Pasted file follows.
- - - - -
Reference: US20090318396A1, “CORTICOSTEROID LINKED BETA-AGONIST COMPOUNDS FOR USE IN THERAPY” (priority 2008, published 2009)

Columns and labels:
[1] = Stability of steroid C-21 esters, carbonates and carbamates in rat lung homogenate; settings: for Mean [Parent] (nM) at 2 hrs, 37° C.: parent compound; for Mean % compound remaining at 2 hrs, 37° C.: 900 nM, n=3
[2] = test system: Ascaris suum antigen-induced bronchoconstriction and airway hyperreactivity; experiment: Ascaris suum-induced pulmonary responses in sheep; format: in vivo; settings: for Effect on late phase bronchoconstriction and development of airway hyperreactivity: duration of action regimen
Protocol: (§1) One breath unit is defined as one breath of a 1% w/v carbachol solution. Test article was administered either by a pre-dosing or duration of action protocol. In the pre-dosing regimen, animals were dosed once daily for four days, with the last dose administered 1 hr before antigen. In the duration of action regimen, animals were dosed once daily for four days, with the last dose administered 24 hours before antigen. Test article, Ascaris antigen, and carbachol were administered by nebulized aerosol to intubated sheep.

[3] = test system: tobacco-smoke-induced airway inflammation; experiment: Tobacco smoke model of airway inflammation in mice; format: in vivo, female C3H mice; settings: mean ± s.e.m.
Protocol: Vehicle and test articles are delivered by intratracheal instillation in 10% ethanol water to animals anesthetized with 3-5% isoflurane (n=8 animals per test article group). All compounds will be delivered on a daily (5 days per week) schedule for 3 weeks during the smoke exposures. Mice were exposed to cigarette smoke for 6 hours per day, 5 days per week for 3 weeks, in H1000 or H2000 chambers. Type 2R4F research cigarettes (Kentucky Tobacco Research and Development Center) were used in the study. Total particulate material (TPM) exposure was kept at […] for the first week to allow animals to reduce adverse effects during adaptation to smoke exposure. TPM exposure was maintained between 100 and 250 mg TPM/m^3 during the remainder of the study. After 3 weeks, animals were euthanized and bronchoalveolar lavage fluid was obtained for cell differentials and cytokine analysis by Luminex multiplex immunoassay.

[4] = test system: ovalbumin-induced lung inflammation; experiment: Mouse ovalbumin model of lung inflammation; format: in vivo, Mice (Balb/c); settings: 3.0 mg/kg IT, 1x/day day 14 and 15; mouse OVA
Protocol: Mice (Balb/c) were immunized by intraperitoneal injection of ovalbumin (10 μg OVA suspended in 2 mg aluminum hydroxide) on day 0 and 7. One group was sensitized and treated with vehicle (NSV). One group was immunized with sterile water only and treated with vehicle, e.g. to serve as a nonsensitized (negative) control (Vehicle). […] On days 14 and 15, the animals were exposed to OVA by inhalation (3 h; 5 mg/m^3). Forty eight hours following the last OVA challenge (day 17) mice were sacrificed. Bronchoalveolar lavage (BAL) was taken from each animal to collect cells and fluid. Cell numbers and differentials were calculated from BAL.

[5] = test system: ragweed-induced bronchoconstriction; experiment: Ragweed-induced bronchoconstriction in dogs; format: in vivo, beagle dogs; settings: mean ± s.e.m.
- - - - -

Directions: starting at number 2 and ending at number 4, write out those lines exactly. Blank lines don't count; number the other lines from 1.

Columns and labels:
[1] = Stability of steroid C-21 esters, carbonates and carbamates in rat lung homogenate; settings: for Mean [Parent] (nM) at 2 hrs, 37° C.: parent compound; for Mean % compound remaining at 2 hrs, 37° C.: 900 nM, n=3
[2] = test system: Ascaris suum antigen-induced bronchoconstriction and airway hyperreactivity; experiment: Ascaris suum-induced pulmonary responses in sheep; format: in vivo; settings: for Effect on late phase bronchoconstriction and development of airway hyperreactivity: duration of action regimen